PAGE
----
Monday, 12 August 2019

Unearthed Viking ‘drinking hall’ offers ‘unparalleled’ opportunity to study Norse history


A Viking "drinking hall" that may have been used by a high-ranking chieftain 800 years ago has been unearthed in Orkney, archaeologists have said.

The site, which is believed to have been a high-status Norse hall from as far back as the 10th century, was discovered at Skaill Farmstead in Westness, Rousay.

Westness is mentioned in the Orkneyinga Saga - a historical narrative of the archipelago - as the home of Sigurd, a powerful 12th century chieftain.

Researchers said the area offers an “unparalleled” opportunity to study eating habits in the region over a millennia. 

The discovery is the culmination of years of work by a team from the University of the Highlands and Islands (UHI) to find the building.

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Thursday, 8 August 2019

Archaeologists find 'Viking drinking hall' during Orkney dig

The site was explored for a number of years before the discovery
Image copyrightPA MEDIA

Archaeologists have found what could be a Viking drinking hall during a dig in Orkney.

The site, at Skaill Farmstead in Westness, Rousay, is believed to date back to the 10th Century and may have been used by the chieftain Sigurd.

Stone walls, benches, pottery and a fragment of a Norse bone comb were found during the excavation.

It is hoped the site could reveal much about diet, farming and fishing from the Norse period to the 19th Century.

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Tuesday, 6 August 2019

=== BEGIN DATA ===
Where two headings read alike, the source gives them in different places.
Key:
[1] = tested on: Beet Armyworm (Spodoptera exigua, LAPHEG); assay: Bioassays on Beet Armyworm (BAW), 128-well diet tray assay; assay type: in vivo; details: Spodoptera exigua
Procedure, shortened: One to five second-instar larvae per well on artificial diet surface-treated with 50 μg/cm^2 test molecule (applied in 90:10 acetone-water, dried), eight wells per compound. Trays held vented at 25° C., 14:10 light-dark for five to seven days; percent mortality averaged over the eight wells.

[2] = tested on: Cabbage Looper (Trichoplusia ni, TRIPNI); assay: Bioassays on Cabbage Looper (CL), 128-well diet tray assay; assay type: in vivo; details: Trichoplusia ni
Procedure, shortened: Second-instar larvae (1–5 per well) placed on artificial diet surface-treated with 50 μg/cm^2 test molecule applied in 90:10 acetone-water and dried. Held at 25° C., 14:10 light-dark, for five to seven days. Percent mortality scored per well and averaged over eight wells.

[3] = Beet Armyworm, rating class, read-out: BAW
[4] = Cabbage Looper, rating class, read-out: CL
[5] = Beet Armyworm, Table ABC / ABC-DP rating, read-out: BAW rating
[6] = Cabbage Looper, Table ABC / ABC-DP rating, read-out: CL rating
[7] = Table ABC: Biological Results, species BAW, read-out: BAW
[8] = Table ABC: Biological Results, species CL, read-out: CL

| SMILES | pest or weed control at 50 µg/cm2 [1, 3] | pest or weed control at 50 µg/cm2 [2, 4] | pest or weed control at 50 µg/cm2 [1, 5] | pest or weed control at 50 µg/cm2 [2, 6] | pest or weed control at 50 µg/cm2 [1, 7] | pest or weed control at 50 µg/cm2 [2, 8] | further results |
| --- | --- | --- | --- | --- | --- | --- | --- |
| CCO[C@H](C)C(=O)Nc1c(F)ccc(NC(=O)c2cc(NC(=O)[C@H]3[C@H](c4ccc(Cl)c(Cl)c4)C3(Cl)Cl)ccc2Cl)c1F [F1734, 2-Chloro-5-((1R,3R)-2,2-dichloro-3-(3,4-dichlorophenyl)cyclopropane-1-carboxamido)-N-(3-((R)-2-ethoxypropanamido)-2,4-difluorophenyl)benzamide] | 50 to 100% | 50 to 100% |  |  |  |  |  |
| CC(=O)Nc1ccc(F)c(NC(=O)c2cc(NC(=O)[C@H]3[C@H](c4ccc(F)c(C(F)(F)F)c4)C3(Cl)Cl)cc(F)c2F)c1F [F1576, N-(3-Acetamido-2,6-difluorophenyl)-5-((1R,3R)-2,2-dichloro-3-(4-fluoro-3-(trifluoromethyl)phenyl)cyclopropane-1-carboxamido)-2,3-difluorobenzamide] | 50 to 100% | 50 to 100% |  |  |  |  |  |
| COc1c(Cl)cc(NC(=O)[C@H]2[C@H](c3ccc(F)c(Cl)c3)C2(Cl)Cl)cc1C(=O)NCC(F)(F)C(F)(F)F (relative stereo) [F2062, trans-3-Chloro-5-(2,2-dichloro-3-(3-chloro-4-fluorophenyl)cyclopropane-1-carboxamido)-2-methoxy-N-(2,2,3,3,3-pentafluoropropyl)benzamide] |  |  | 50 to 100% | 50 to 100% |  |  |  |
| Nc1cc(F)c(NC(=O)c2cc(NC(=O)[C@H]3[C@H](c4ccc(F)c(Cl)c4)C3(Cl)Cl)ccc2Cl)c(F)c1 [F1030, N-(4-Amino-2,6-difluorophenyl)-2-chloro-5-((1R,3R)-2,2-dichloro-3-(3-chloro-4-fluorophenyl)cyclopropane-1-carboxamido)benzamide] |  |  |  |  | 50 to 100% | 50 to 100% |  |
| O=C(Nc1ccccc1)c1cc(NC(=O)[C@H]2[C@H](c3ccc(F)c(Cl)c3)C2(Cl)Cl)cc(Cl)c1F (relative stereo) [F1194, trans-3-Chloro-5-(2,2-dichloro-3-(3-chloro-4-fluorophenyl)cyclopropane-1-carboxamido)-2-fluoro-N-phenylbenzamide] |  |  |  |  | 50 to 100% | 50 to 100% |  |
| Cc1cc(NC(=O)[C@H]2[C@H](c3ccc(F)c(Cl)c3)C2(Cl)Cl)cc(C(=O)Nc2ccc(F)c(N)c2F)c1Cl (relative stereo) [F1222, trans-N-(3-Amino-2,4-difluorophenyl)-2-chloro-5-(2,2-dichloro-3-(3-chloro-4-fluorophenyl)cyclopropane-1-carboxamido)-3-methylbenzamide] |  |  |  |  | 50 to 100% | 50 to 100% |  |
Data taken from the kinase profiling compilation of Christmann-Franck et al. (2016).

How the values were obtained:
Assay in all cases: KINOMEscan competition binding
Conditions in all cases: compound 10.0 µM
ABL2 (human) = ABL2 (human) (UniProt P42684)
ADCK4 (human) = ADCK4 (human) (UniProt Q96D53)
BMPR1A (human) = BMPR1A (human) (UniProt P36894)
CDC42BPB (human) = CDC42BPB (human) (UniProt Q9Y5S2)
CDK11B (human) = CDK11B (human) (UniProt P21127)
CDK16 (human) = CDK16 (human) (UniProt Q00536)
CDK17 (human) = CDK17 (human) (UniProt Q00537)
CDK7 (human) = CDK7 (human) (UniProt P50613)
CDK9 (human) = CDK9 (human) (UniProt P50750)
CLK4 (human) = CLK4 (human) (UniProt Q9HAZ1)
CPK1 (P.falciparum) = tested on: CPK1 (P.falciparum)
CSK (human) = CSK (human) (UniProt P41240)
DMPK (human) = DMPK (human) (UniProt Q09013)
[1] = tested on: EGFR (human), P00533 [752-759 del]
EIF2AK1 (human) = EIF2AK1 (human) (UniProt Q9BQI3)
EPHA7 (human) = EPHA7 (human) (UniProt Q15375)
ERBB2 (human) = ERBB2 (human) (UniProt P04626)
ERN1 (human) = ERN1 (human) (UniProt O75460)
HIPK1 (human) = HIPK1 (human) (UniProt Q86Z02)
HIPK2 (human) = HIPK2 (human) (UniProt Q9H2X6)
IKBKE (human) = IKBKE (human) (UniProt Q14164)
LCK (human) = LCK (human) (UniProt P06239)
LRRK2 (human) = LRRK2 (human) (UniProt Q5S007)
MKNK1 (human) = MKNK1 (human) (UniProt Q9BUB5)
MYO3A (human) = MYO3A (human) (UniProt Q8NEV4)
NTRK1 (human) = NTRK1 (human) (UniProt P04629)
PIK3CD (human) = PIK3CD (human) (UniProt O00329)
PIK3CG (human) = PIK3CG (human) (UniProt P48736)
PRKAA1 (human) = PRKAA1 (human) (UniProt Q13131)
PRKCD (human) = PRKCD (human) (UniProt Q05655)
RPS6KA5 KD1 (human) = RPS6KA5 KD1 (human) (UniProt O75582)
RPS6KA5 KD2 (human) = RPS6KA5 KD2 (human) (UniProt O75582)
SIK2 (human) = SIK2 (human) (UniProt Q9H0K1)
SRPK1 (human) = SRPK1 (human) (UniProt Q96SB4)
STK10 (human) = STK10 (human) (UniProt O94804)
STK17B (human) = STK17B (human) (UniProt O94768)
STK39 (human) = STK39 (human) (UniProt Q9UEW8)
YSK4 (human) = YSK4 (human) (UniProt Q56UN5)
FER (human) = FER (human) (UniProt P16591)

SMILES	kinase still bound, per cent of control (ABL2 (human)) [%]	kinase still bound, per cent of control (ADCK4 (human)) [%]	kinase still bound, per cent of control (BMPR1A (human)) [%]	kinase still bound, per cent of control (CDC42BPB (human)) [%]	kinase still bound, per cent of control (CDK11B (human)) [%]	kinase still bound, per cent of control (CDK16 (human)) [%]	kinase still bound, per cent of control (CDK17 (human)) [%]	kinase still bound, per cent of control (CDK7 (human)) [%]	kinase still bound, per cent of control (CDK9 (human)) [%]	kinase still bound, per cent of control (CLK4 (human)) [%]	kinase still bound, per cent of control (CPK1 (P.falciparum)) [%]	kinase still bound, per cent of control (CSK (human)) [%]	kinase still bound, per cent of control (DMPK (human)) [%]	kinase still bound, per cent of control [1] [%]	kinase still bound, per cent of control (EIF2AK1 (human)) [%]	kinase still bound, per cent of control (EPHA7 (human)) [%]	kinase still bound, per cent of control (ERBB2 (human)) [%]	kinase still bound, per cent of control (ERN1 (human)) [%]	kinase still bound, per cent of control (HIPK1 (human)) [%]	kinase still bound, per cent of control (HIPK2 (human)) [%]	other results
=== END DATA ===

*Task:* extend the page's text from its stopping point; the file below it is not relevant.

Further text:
Norse Hall Discovered at Skaill, Rousay, Orkney

kaill farmstead looking towards St Marys kirk and Midhowe Broch. Photo: Bobby Friel @Takethehighview

A large Norse hall has been discovered during excavations at Skaill Farmstead, on the island of Rousay, Orkney. The hall probably dates to the 10th to 12th centuries AD and was discovered below a more recent farmstead.

A team of archaeologists from the University of the Highlands and Islands Archaeology Institute, Rousay residents and students have been digging at the site for a number of years, investigating the later stages of the farm complex and its middens (waste heaps), with a particular focus on past diet, farming and fishing practices.

Project co-director Dr Ingrid Mainland said “We have recovered a millenia of middens which will allow us an unparalleled opportunity to look at changing dietary traditions, farming and fishing practices from the Norse period up until the 19th century.”

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